Did you know that there are not only toning shoes for women but there are also toning shoes for … girls? “Toning shoes” are sneakers with rounded soles designed to create an unstable walking surface and theoretically force the wearer to engage different muscles while walking. But not only are the claims that they can give you a tight butt and thighs for doing essentially nothing bogus, the shoes may be seriously unsafe, according to Consumer Reports.
But safety concerns and dubious health claims hasn’t stopped Skechers from branching out from the why-women-should-hate-themselves market into the burgeoning why-girls-should-start-hating-themselves market! It’s all right there in their ad, which features a cartoon of an all-girl band singing about how “Heidi” is doing great because she has her new Shape Ups. Meanwhile, Heidi is seen wearing a mini skirt and running away from three boys dressed as junk food (a none-too-subtle hint about food). And then there’s this gem from the girl-band lyrics: “She’s got the height! She’s got the bounce! Because Heidi’s got new Shape Ups!”
And I’m not the only one who’s pissed off about this. Yoni Freedhoff, a doctor specializing in obesity and the father of three little girls, sounded off on his blog yesterday:
The obnoxious cartoon ad aimed at my children is being aired by Nickelodeon and the Cartoon Network, and it shows pictures of boys dressed in hotdog, cupcake and ice cream cone costumes that can’t keep up with cool, skinny, uber-made-up, Heidi in her skin tight shirt, mini skirt, and her new Shape-Ups. They even offer a lace-free Velcro version that presumably is meant for my four-year-old.
Do my little girls really need to worry about their butts?
The sad truth is, my girls are almost certainly facing a lifetime of advertisements that will be geared to make them feel like their looks are inadequate. They’ll regularly be made to feel that their bodies are too fat, their lips insufficiently red, their skin too rough, their hair too frizzy, their breasts too small, and their butts too big. Magazines, TV spots, product placements, celebrity spokespeople — there will be no shortage of unrealistic expectations to eat away at my babies’ self-esteem.
Yet somehow I didn’t expect them to start to encounter them before they lost all of their baby teeth.
Recent studies have reported that nearly half of six year old girls worry about “being fat”. According to a 2002 survey, by Grade 9, nearly 30 per cent of girls had engaged in weight loss efforts. Nearly 1% of those girls will develop anorexia, 1.5 per cent bulimia and 3.5 per cent binge eating.
Eating disorders aren’t trivial. Five to 10 per cent of individuals with anorexia will die within 10 years of disease onset.
One of the number one predictors for developing an eating disorder? Poor body image.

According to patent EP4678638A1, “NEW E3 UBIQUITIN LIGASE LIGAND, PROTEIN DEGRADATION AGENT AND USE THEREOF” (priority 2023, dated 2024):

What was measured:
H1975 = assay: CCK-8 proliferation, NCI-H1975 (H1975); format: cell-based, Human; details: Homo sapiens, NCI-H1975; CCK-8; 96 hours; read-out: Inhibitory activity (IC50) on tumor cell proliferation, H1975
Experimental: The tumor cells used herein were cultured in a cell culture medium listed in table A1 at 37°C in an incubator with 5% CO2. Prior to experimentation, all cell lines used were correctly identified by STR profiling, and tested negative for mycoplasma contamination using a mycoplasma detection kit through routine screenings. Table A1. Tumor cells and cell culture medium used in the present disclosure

Little girls, I guess as far as Skechers are concerned, you’re never too young to feel your body’s inadequate.
Okay, but maybe it’s just me, and Dr. Freedhoff… Nope! There’s this post on Babble by Monica Bielanko representing the collective outrage of many parents, too (who have a petition):
America! What are we doing to our little girls? …
The shoes are featured in a sassy commercial (seen below) starring young girls as pop stars. The girls are followed around by three boys dressed in costumes representing ice cream, a hot dog and a cupcake. In one part of the commercial, a girl wearing Shape-ups confidently walks away from the boys/food.
Dear Little Girls,
You’re never too young to start hating your body.
There is no “Shape-Ups” equivalent for young boys.
The Daily Mail calls the commercial “another example of the confusing message of food, sex and clothing” we’re sending to our youth.
Hey, yeah! Why are Shape Ups only a marketed to girls? (Good point, Monica!) After all, Leonard Armato, president of Skechers Fitness Group says that the shoes are intended to promote exercise and fitness, as is suggested in First Lady Michelle Obama’s Let’s Move campaign. Okay. So, you don’t want to promote exercise and fitness for boys?
Let’s cut the crap, Skechers! This is a product that is marketed specifically to induce feeling so low self-esteem and self-doubt about one’s physical appearance. Your own ad does not depict little Heidi running in a game of tag, playing leap-frog or skipping rope. Your ad shows how Heidi had a problem — she wasn’t attracting the attention of boys! And all good little girls need to attract the attention of little boys, right? And the only way to do that is to be pretty! And the only way to be pretty is to make sure you never, ever get fat! How do you know if you are fat? Well, better not risk it! Better get your lard ass some Shape Up shoes and get moving! Chop, chop kids!
Skechers: Your product sickens me.
Originally posted on The Tired Feminist, as part of its on-going Toy Marketing FAIL! series.